Enoch wept over the wickedness in his time, and, at first, “refuse[d] to be comforted” (see Moses 7:4, 44). But then came revelations, successively showing Jesus redeeming the world, the latter-day Restoration, and the Second Coming. Enoch was told to “lift up [his] heart, and be glad” (Moses 7:44). The doctrines and revelations can likewise lift us—even amid “wars and rumours of wars” (Matt. 24:6; Mark 13:7; see also 1 Ne. 12:2; Morm. 8:30; D&C 45:26). Thus we need not grow weary in our minds (see Heb. 12:3; D&C 84:80).
Our discipleship need not be dried out by discouragement or the heat of the day, nor should dismaying, societal symptoms “weigh [us] down” (Moro. 9:25), including “in-your-face,” carnal confrontiveness (see Alma 32:38).
We may shrink from some things in the current human scene, but Jesus did not shrink in Gethsemane nor on Calvary. Instead, He “finished [His] preparations unto the children of men” (D&C 19:19).
Regarding trials, including of our faith and patience, there are no exemptions—only variations (see Mosiah 23:21). These calisthenics are designed to increase our capacity for happiness and service. Yet the faithful will not be totally immune from the events on this planet. Thus the courageous attitudes of imperiled Shadrach, Meshach, and Abed-nego are worthy of emulation. They knew that God could rescue them. “But if not,” they vowed, they would still serve God anyway (see Dan. 3:16–18). Similarly, keeping the unfashionable but imperative first and seventh commandments can reflect the courage which three young women displayed anciently; they said no with their lives (see Abr. 1:11).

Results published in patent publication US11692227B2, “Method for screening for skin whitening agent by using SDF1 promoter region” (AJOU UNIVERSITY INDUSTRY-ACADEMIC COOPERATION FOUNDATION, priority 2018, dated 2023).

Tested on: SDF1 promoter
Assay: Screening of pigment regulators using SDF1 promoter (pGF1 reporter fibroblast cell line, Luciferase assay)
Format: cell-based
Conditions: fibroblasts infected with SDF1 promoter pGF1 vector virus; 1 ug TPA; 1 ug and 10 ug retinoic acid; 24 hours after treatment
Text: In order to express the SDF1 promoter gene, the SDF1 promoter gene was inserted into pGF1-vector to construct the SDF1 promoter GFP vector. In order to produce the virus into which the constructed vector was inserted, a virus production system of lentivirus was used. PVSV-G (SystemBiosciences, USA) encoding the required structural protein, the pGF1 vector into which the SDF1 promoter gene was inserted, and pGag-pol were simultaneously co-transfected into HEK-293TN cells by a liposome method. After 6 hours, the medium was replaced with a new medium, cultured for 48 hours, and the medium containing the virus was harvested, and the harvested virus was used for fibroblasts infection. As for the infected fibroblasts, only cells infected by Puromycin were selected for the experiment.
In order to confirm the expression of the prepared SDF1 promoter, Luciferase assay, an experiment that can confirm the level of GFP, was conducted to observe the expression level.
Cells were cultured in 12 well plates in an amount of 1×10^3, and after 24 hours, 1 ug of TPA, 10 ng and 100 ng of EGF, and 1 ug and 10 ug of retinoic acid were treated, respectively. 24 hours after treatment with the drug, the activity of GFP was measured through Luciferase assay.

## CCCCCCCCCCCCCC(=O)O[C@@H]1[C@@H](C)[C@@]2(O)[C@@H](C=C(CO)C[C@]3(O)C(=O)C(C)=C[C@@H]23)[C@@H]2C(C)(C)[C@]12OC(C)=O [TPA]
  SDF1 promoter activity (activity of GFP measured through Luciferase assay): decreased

Therefore, we can be troubled on every side, but nothing can really separate us from the love of Christ (see 2 Cor. 4:8; Rom. 8:35–39); worldly anxieties are not part of being “anxiously engaged” (D&C 58:27). Even so, as Peter urged, we can and should cast our cares upon the Lord, because He surely cares for us! (see 1 Pet. 5:7). Oh, brothers and sisters, the awaiting emancipation of such trusting surrender!
As to remedying our personal mistakes, we face no hindering traffic jams on the road of repentance. It is a toll road, not a freeway, and applying Christ’s Atonement will speed us along.
There may need to be plain-speaking Jethros in our lives to stretch us (see Ex. 18:14–24) or moments of stark realization, as with the original Twelve, who rightly concluded: “Lord, to whom shall we go? thou hast the words of eternal life” (John 6:68).
Besides, unless we are filled with resolve, what will we say to the heroes and heroines of Martin’s Cove and the Sweetwater? That “we admire you, but we are reluctant to wade through our own rivers of chilling adversity”?